The study evaluated countries' performance in three broad areas - Infrastructure, Content and Use, and political, economic, and social impact. The study's being touted as an "unprecedented look at how Internet use and effectiveness vary across the globe."
Sweden came out on top of the overall rankings, finishing among the top five in almost every measure (the exceptions were in Web Content and Use, due largely to the small amount of Web content in Swedish). The U.S. dominated the Institutional Infrastructure and Content categories, but trailed a number of Northern European countries in terms of citizen use. The U.K.'s performance largely mirrored that of the U.S., but with slightly lower rankings.
The report found a strong correlation between Web Index rank and gross domestic product (GDP) per capita - no surprise there, as GDP is historically found to correlate with telecommunication and media measures. Looking further, the study found strong GDP correlations with Infrastructure and use, but only weak links with respect to impact and effectiveness. That might be a reflection of how impact and effectiveness is measured by the study, which seems to hold up the concept of a collaborative, open, Web as the ideal that measures are compared to.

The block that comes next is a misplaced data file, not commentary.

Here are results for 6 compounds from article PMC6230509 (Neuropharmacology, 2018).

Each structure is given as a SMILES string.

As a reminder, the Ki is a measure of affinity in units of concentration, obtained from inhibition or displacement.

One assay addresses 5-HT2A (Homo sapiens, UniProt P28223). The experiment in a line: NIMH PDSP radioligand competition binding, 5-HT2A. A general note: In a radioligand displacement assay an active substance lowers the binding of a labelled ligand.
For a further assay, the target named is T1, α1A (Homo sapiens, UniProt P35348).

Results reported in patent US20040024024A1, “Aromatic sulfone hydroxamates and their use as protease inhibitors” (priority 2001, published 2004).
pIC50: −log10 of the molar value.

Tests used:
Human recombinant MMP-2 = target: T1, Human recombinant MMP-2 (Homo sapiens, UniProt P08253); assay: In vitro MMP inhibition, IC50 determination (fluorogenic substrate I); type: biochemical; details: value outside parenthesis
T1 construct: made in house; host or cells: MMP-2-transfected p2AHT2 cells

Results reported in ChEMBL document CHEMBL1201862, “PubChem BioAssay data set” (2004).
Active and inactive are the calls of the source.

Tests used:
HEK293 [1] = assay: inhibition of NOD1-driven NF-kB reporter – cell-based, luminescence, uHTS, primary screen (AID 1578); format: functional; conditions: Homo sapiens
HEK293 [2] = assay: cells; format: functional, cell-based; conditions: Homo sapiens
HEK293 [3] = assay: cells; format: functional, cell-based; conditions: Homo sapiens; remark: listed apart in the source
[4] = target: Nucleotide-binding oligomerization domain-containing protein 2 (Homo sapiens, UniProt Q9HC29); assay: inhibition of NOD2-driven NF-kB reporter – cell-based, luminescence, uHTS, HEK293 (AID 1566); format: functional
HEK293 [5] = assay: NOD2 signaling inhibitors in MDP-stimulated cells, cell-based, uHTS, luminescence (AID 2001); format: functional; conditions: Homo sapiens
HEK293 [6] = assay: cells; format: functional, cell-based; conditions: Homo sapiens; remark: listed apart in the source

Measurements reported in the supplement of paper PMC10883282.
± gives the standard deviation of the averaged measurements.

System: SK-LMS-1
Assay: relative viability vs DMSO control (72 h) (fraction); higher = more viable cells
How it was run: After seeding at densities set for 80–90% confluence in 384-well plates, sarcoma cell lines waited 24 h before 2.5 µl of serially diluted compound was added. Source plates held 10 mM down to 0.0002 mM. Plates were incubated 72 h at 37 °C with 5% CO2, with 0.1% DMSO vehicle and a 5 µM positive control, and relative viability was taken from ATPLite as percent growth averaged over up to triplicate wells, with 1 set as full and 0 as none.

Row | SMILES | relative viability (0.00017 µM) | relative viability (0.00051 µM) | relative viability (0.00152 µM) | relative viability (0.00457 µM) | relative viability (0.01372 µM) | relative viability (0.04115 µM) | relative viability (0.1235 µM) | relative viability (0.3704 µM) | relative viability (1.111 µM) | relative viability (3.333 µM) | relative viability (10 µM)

In the report, (Tim) Berners-Lee explicitly criticizes Internet use that violates open tenets: "When people go on social networking sites today, they often connect with … people who aren't very different from themselves. As a result, they can unknowingly demonize other cultures without even being aware of their own inhumanity."The Foundation, in releasing the report, acknowledged that the data it relied on was sometimes incomplete, and that measures and methods may change in the future as the Web continues to evolve. It also hopes that this study, as well as future updates, can provide background data and insights that could inform current and future policy debates about the structure and operation of the Internet.
As there are local and international political moves challenging the Internet's historic open and collaborative structure, I hope the Foundation's successful. Regretably, I think that most of the current movements towards formalizing and revising Internet structures and operations are driven more by states seeking greater political power and control, rather than concerns over the social and economic benefits of an open Web.
Sources - Sweden, U.S., U.K. Top First-Ever Web Index, Information Week
Web Index 2012 report, World Wide Web Foundation